G4: Water

119ember
Mind Map by , created over 5 years ago

Mind Map on G4: Water, created by 119ember on 05/07/2014.

55
3
0
Tags No tags specified
119ember
Created by 119ember over 5 years ago
Biological Molecules- Water
hermionealston-e
Tourism 2
Scott Church
Water
sadiaali363
Know the principles of electricity
brightsparky79
1PR101 1.test - 7. část
Nikola Truong
Tourism 1
Scott Church
AQA GCSE Chemistry Unit 3 quiz
Gabi Germain
Molecular Biology
Fadila Farag
Unit 2 Practice Quiz
sealescience
Coastlines 2
Scott Church
G4: Water
1 2.2 How do human activities influence water supply and demand?
1.1 Water Demand in England
1.1.1 The population in 2001 was at 8,000,550, in 2011 it was at 8,634,800.
1.1.2 An average of 167 litres per day is the avg. domestic consumption compared to an average of 151 litres per day in England and Wales.
1.1.3 The economy is second to London and is expanding at a rate of 3.1% annually compared to 2.2% nationally. As a result, the region has a higher consumption of water for industrial use than any other region in England and Wales.
1.1.4 Due to climate change, a reduction in summer rainfall of 8-23% is predicted and an increase in winter rainfall of 6-22%.
1.2 Solutions for the increasing water demand
1.2.1 Reservoirs are planned after 2020 in S.E England.
1.2.1.1 Reservoirs can also be used for wildlife conservation, recreation, flood control.
1.2.1.2 It takes a long time to plan and is expensive. It can damage the surrounding environment. Water may not be able to be taken out of the river if levels are already low
1.2.2 A large scale desalination plant in London was opened in 2010. The £270 London facility was opened as a safeguard against water shortages.
1.2.2.1 Britain is surrounded by sea so saltwater is in unlimited
1.2.2.2 Disposing the concentrated brine unsafely could harm the environment
1.2.3 River Severn-River Thames water transfer
1.2.3.1 This involves abstracting water from the lower River Severn near Deerhurst and discharging it into the upper River Thames at Buscot. Then the water from the Thames would convey water downstream into existing reservoirs near London.
1.2.3.1.1 An option of a 90km pipeline from Deerhurst direct to London reservoirs is an option to avoid mixing foreign water to the Thames. This project would cost at least £117 million, and a storage area would have to be built in Deerhurst.
1.2.3.2 The hydrochemistry of the rivers would change which would affect the quality of the water and the organisms that live there.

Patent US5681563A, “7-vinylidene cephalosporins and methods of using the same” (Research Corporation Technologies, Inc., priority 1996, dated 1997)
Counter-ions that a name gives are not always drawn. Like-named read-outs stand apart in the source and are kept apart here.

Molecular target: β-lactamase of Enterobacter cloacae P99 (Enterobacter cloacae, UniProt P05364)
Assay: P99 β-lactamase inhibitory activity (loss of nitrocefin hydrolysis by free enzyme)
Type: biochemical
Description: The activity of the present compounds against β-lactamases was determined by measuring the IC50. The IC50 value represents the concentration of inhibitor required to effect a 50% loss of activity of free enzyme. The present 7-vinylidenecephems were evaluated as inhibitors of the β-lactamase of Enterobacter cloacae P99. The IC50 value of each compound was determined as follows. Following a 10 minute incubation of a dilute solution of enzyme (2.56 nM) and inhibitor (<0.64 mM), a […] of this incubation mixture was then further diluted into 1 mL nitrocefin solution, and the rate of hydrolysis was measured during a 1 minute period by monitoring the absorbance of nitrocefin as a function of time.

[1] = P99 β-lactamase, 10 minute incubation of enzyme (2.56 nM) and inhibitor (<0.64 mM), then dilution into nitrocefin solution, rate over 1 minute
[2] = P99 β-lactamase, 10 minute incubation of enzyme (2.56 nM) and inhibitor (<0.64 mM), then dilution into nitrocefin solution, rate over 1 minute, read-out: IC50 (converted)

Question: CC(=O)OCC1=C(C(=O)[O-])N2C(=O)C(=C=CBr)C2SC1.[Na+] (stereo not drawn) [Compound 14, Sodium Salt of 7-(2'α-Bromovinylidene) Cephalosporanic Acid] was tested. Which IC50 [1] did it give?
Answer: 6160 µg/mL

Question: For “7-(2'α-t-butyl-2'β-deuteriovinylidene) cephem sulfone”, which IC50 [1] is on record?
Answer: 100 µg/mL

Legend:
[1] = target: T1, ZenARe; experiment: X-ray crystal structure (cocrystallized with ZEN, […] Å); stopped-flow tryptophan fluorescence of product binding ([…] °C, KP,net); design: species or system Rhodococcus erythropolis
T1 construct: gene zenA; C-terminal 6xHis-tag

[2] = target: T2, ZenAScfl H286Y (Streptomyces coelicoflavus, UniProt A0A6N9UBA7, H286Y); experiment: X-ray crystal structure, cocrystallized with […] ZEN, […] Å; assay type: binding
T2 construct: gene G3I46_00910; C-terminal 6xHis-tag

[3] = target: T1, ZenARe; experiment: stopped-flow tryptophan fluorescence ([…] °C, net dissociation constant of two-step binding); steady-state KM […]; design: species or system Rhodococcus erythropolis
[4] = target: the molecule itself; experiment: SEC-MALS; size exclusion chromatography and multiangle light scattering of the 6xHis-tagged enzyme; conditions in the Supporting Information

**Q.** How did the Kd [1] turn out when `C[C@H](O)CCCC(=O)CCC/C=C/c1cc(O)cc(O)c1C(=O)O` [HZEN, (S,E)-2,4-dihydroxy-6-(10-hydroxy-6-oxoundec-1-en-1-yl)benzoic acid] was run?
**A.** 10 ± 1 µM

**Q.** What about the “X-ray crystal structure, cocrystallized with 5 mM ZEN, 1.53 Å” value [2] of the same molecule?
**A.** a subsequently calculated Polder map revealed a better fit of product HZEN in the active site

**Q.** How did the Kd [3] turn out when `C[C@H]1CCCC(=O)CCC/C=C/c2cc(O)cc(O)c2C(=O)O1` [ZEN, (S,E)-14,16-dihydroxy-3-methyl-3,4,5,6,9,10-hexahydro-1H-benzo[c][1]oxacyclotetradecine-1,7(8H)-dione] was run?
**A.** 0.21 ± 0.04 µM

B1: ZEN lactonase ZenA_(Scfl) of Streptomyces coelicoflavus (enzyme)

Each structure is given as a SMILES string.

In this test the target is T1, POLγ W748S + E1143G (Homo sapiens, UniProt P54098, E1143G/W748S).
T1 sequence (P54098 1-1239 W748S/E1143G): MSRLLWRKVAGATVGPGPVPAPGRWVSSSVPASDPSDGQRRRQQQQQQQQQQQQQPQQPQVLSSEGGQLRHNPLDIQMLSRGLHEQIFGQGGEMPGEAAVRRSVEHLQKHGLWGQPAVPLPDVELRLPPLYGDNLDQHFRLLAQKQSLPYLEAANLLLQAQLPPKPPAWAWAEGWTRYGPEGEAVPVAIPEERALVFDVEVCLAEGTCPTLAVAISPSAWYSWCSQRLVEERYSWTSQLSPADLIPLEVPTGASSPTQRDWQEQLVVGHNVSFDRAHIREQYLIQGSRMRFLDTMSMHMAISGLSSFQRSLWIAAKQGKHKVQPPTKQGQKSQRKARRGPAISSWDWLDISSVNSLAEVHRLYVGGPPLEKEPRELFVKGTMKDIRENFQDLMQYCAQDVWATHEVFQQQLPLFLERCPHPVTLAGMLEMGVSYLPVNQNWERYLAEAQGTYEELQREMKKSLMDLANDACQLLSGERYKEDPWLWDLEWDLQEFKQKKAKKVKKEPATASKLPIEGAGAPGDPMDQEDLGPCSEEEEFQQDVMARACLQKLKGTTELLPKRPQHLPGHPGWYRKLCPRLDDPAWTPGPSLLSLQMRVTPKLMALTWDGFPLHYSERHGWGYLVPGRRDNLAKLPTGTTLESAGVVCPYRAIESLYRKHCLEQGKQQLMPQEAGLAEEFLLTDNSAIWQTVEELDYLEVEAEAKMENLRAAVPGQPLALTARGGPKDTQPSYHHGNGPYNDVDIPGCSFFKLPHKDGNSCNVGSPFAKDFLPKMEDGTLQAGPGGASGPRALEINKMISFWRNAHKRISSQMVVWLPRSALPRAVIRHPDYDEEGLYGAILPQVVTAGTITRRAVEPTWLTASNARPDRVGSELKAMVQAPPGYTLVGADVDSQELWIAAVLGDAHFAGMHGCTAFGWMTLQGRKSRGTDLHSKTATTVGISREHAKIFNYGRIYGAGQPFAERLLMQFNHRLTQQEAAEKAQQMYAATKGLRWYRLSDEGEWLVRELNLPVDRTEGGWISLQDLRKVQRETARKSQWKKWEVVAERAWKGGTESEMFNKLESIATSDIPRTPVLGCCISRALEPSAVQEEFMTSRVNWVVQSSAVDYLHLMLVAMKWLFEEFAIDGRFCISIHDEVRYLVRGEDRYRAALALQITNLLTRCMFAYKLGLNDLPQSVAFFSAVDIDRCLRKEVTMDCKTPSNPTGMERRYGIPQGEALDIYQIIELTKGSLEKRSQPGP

1.3 Thames Water Utilities Ltd. (Thames Water) is a private utility company responsible for water supply and waste water treatment in the London and the Thames Valley.
1.3.1 The company supplies around 2.6 giga litres of drinking water a day from 100 water treatment centres through 32,000 km of managed water mains to 8.7 million customers
1.3.2 It removes and treats 2.8 giga litres of wastewater from 13.8 million customers to 349 sewage treatment works across the south of England.
1.4 Murray darling Basin Case study

Attachments:

2 2.3: How can water supply and demand be managed sustainably?
2.1 Water infrastructure in Singapore
2.1.1 Singapore has a population of 5.4 m. The country has suffered from water shortages although it receives 2,400 mm of ppt, this is because of its limited storage area. Malaysia supplies freshwater, but the agreement will end in 2064 and the prices has been increasing.
2.1.2 Public Utilities Bureau is now in charge of water issues in Singapore. In 1998, they proposed the NEWater Study which is water that has undergone stringent purification and treatment process using advanced dual-membrane (microfiltration adn reverse osmosis)
2.1.2.1 The water produce now accounts for about 15% (about 90 million m3/day) and will provide 30% of the total water supply in the city state by 2010.
2.1.2.2 SingSpring SWRO Plant, the first desalination in the country, began to be in operation in September 2005. It supplies 10% of the total water supply in the country with a capacity of 136 m3/day. By 2011, it will increase to 30%.
2.2 Thames Region
2.2.1 Artificial recharge of the London Basin groundwater supply; inter-regional transfer from the River Severn and the Anglian Region; groundwater development; desalination of saltwater in the Thames Estuary; re-use of effluents presently discharged into the Thames Estuary; reservoir storage in the SW Oxfordshire.
2.2.2 The total volume of groundwater that is allowed to be extracted is over 2305 million litres/day of which about 85% is used for potable supply
2.2.2.1 2/3 of the catchment is permeable and thus subject to direct recharge from rainfall. Pollutants can then infiltrate into the ground
2.2.3 Water efficient appliances such as low-water use washing machines, low flush toilet cisterns and water-wise gardening products.
2.2.4 The growth in tourism and recreation will increase the demand for water, e.g. restoration of disused canals will put a pressure on wtater resources.
2.2.5 Less rainfall, 690 mm, the national avg. is 800 mm
3 2.4: Can sustainable water supplies be maintained in the future?
3.1 Desalination
3.1.1 The salt is taken out to end up with pure water, the chemicals used and other by-products can harm the environment if not disposed of in the right way
3.1.2 Socially sustainable as families can operate small-scale desalination plants if water is scarce.
3.2 Water Recycling
3.2.1 Socially sustainable for use in agriculture and industry, however if used for drinking, the procedure should be stricter
3.2.2 Environmentally sustainable, as the water is reused which reduces the demand.

Media attachments